News Update


Tour de Suisse: Stage five crash claimed the life of Gino Mader, 26.

After colliding on the fifth stage of the Tour de Suisse, Swiss cyclist Gino Mader passed away at the age of 26.

On Thursday, while descending the Albula Pass, the rider for Team Bahrain Victorious was engaged in a high-speed collision with American Magnus Sheffield, 21. Sheffield plunged into a gully.

He was revived at the scene and then flown to a hospital in Chur, where he later died on Friday morning.

Mader was referred to as “one of the shining lights of our team” by Bahrain Victorious.

Sixth stage on Friday was scrapped, but the peloton will ride the last 20 kilometers neutralized in Mader’s honor.

The team that supported Mader said, “Gino was an extraordinary athlete, an example of tenacity, and a valued member of our team and the entire cycling community.”

“His skill, commitment, and love for the game have inspired us all.”

He was a fantastic person off the bike in addition to being a tremendously talented cyclist, according to team managing director Milan Erzen.

“Bahrain Victorious will compete in his honor, carrying a reminder of him with us wherever we go. The spirit and passion Gino shown will always be a part of our team, and we are eager to express them.

The last well-known rider fatality under such circumstances occurred at World Tour level in 2011, when Belgium’s Wouter Weylandt fell in the Giro d’Italia after rapidly descending, and he passed away from head injuries shortly after.

After colliding during the fifth stage of the Tour de Suisse, Gino Mader is given medical attention, while Magnus Sheffield, an American rider with Ineos Grenadiers, is helped by medical personnel and then leaves.
After colliding with Magnus Sheffield, Gino Mader fell into a ravine; Magnus Sheffield was assisted in leaving the area.
Mader was described as a “rising star” by the UCI, which oversees cycling worldwide.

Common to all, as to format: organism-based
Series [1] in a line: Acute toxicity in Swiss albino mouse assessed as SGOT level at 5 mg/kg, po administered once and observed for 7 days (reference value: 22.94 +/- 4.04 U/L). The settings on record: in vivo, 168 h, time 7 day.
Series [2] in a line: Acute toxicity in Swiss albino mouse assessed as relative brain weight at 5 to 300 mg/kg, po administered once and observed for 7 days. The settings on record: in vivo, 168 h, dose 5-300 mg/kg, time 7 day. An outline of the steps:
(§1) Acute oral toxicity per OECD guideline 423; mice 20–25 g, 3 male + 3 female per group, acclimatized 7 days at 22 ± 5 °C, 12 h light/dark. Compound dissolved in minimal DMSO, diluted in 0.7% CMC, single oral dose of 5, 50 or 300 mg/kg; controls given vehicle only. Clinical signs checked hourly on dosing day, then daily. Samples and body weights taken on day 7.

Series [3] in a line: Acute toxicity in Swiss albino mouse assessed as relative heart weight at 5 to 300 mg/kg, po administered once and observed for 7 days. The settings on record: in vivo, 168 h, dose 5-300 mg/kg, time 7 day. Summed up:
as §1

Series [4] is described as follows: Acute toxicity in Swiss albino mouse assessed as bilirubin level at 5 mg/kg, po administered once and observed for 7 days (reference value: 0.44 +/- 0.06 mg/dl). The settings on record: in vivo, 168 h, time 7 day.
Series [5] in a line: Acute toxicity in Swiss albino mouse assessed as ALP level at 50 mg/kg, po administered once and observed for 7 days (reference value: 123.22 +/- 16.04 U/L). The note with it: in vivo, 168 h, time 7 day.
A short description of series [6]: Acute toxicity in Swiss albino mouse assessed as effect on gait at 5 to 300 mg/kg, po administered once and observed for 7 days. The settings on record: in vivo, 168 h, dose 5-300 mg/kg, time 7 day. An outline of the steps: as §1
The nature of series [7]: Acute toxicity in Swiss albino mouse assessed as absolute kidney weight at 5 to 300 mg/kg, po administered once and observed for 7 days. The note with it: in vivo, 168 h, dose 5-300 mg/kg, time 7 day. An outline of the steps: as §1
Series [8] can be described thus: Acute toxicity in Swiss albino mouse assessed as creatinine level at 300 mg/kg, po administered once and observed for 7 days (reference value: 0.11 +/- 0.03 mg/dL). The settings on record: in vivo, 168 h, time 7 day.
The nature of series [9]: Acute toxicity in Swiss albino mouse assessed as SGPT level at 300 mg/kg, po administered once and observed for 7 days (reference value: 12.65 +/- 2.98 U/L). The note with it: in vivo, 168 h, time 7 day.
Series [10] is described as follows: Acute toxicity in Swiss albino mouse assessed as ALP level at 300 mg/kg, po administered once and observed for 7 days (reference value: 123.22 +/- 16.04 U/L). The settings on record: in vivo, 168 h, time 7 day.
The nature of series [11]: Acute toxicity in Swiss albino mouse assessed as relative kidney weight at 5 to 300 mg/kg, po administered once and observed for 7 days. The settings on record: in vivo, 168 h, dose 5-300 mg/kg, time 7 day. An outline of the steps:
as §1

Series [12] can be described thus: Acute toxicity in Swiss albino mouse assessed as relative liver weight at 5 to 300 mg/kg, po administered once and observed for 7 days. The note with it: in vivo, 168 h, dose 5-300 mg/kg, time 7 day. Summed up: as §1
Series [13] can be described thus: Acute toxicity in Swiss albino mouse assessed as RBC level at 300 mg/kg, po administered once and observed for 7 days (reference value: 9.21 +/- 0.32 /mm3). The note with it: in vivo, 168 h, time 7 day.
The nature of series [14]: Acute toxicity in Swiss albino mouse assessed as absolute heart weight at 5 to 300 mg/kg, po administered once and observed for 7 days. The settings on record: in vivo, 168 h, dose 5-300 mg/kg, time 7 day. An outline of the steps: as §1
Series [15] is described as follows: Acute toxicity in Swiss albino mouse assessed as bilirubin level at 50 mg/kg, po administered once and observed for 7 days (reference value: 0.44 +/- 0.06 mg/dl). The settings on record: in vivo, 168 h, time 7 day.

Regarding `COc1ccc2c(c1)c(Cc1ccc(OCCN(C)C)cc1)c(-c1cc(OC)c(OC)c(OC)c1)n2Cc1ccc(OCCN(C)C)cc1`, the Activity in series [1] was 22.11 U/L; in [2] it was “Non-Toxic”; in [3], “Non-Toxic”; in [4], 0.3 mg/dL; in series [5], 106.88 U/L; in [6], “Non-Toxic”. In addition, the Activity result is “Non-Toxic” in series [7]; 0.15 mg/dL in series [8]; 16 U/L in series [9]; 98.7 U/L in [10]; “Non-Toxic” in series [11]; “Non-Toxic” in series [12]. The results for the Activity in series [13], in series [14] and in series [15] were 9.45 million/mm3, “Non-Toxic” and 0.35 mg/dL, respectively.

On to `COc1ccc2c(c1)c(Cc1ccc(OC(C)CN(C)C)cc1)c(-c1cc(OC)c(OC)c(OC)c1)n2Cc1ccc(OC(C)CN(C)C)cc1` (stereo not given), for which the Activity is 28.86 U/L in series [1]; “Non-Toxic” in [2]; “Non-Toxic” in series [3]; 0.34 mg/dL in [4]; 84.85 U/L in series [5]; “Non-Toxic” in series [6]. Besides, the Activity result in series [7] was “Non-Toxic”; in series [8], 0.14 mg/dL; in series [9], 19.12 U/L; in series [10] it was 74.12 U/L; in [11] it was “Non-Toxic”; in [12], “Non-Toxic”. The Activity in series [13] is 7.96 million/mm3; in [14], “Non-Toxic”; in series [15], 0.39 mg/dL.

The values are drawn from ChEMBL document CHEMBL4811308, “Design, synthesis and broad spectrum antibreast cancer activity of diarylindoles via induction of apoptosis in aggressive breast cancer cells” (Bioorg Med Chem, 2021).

Olivier Senn, the Tour de Suisse’s race director, expressed his heartbreak on behalf of the entire organization, the teams, and the riders.

“What happened is heartbreaking and extremely difficult to describe. For the time being, all that matters is that we stood together with all the teams and riders in honor of Gino.

Gino was a wonderful rider and a fine human being; he didn’t deserve to depart from this world in such a way.

Rider Sheffield of the Ineos Grenadiers was transported to the hospital with soft tissue injury and a concussion.

Gino was “not just a tremendously talented bike rider and great competitor, he was also an incredible person and a friend to many of us,” Ineos stated, adding that they were “heartbroken” by the news.

“Everyone in the peloton and throughout our sport will feel his absence.”

Before turning professional on the road in 2019 and joining Team Bahrain Victorious two years later, Mader was a track cyclist.

He won the sixth stage of the Giro d’Italia in 2021, and at the Vuelta a Espana, he took first place in the young rider classification.

Road race world champion Remco Evenepoel of Soudal-Quickstep stated his worries about the “dangerous descent” near the finish line following the completion of stage five.

“Your smile will always be in our hearts,” was the response.
The UCI president, David Lappartient, expressed his “deep sadness” over the news of Mader’s passing and said it was a “terrible blow” to the cycling community. The Giro d’Italia said Mader’s “smile will forever be in our hearts.”

The 2018 Tour de France champion from Britain, Geraint Thomas, said: “I can’t believe what I’m reading. Such a depressing day. Everyone who knew and loved Gino is in our thoughts.

The professional motorcyclists’ group CPA continued, “This news makes our hearts ache. We send our condolences to his family, the team, and all of his numerous friends.

“Again, someone taken too soon,” remarked Thomas de Gendt, a five-time stage winner in the Tour de France, Giro d’Italia, and Vuelta a Espana. Reading this terrible news makes me feel nauseous.

Alejandro Valverde, a former world champion, commented, “There are no words.”

“Mader’s death must reopen the conversation about racial ancestry” – evaluation
Matt Warwick, a cycling correspondent for BBC Sport

Gino Mader was a gifted rider who was well-respected for his capacity to scale the sport’s tallest mountains with the best competitors.

His triumph during the 2021 Giro d’Italia on the climb to Ascoli Piceno, in which he defeated Tour de France winner Egan Bernal among others, will now serve as the capstone to a life and career brutally cut short.

However, his passing serves as a reminder that cycling is one of the most risky high-profile professional sports because it is played on restricted public roads with little to no safety for riders who are pressed for time after challenging mountain descents.

Riders frequently travel at speeds of over 100 kph, as British rider Tom Pidcock showed when he won the stage to Alpe d’Huez in the Tour de France last year.

Although a significant portion of what makes professional road cycling so captivating for its followers is the descent, Mader’s passing must revive discussion about whether improvements should be made to such a hazardous activity.


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